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What temperature will a Flow frame endure


#1

In the course of beekeeping it is sometimes necessary to extract honey by warming it a bit first. For instance with Heather honey. What temperature can you warm the frames to without damaging them. I know what temperature honey can be warmed to without denatureing it…but can the frames withstand higher temperatures?..without distortion or damage?


#5

Here is the faq here - http://www.honeyflow.com/faqs/flow-frame-sterilisation-irradiation-disease-control/p/145

Heat treatment: Flow frames can handle hot water up to 70˚c

Chemical treatment: The plastics chosen have good chemical resistance. We will be testing various chemicals to evaluate this soon.

Irradiation: We have tested the Flow frame parts with multiple doses of 15kgy Gamma rays. We load tested the irradiated parts and tested them to destruction. The results were: 1 dose had little effect. 2 doses had minimal effect. 3 doses and the plastic was significantly more brittle. We will be testing further to see if this causes any failures but at this stage we can say the Flow frames can handle being sterilised with 15kgy gamma twice.

Here are 2 faq’s you might find interesting - http://www.honeyflow.com/search/?s=manuka

FYI you can do a search with any keyword in the top left hand corner of our website - and it will show you a bunch of faq’s on different things.

Hope that helps :slight_smile:


#6

Thanks @Faroe - I’m Sure I saw boiling mentioned somewhere?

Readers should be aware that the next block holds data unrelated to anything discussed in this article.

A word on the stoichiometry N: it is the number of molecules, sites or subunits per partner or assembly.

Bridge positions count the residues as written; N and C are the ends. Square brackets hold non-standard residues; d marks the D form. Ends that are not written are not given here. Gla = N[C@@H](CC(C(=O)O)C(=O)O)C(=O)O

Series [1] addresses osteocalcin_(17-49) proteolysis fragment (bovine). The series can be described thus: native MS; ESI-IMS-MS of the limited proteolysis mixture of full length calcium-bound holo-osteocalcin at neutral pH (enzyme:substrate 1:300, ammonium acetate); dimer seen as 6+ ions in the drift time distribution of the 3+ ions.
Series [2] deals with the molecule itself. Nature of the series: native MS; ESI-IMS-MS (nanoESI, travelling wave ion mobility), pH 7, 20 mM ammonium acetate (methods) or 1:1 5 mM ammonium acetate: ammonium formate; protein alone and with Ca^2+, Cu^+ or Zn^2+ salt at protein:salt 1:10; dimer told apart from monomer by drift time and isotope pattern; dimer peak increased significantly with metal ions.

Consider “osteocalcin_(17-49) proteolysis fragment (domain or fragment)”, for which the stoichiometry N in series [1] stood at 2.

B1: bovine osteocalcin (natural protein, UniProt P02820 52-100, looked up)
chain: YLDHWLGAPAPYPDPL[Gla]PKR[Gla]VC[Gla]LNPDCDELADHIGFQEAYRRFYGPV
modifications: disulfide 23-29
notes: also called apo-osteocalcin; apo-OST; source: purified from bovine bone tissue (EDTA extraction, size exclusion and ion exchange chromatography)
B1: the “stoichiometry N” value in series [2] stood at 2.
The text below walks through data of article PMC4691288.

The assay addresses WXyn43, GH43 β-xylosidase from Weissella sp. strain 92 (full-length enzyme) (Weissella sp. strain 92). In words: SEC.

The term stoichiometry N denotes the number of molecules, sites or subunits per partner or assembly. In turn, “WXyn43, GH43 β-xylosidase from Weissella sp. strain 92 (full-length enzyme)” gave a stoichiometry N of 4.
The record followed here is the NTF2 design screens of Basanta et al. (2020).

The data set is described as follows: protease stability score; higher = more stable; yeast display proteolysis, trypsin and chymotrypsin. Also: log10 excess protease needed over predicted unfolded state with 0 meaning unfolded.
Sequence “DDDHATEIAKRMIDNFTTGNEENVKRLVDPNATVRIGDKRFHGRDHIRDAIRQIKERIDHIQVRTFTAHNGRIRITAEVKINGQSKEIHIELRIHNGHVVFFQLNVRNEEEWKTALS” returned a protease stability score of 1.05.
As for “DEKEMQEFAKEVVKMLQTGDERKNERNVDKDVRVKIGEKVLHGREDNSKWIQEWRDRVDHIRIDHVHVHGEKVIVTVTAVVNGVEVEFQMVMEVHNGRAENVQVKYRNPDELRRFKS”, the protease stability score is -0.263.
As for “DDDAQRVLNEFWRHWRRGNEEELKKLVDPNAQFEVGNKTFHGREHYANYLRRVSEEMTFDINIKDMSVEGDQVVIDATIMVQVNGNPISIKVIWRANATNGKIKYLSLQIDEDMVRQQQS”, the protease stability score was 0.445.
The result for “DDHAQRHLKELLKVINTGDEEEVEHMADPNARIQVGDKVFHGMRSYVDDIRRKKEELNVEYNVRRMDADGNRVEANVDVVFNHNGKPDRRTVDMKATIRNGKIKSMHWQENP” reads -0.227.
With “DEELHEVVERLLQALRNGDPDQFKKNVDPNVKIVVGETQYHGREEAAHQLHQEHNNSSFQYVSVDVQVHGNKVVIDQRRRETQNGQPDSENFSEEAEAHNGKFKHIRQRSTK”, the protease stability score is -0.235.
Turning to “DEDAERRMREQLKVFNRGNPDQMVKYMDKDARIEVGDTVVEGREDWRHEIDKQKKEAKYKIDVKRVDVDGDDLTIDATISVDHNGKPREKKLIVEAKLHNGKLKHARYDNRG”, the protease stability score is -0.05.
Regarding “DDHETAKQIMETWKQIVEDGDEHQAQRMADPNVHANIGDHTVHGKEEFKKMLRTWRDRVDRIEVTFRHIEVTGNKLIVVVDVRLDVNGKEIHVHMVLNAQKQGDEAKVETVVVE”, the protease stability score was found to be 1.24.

#7

That’s great …thanks


#8

If you have to heat the frame to extract the honey, what is the point of having a flow frame?

Cheers
Rob.


#9

Some honey, like oil seed rape (OSR or Canola) crystallizes in a week or two, even before it is capped. You could heat the flow frame (gently) and still use the flow mechanism to extract it. The only way to get useable honey out of the Flow frame would be heating, so the question is valid and useful. :wink:


#10

If you are in a canola area then having the flow frames just complicates the process. I can sort of see the point if your honey is naturally runny but if not the taking the frames out to heat and drain is more complex than just nornal frames and not the point of having a flow hive.

Cheers
Rob.


#11

The reference to boiling is for sterilization of the frames if for some reason they need sterilizing. If you have honey that crystallizes very easily or very quickly most people have recommended taking the Flow frames off during these seasons. Crystallized honey in the cells seems like it would be a messy complication no matter what method you use.


#12

Canola honey is a PITA to put it politely.

Cheers
Rob.


#13

Ah…the point of the question was in reference to disease such in a case of EFB or AFB. How the Flow frames can be cleaned is very important. Here in the UK…ATM…if you get a case of AFB…all the frames are burnt and anything which can be cleaned has to withstand the chemicals or heat used to kill the virus/bacteria.
Although researchers are looking at different ways to manage these diseases as ‘kill and burn’ have not been successful in controlling outbreaks. Research has shown that these infections can be present in low levels within a colony without it affecting the colony…with it only becoming a threat when the colony is weak or stressed.
In regard to OSR honey or any other honeys which don’t run…well it is up to the beekeeper to decide whether to use the Flow frames in those circumstances.
OSR honey doesn’t crystallise so quickly that it can’t be drained off. Ensuring that there are enough bees in the colony to keep the super warm and that the honey is drained in a timely fashion should avoid a situation where the honey crystallises in the frame.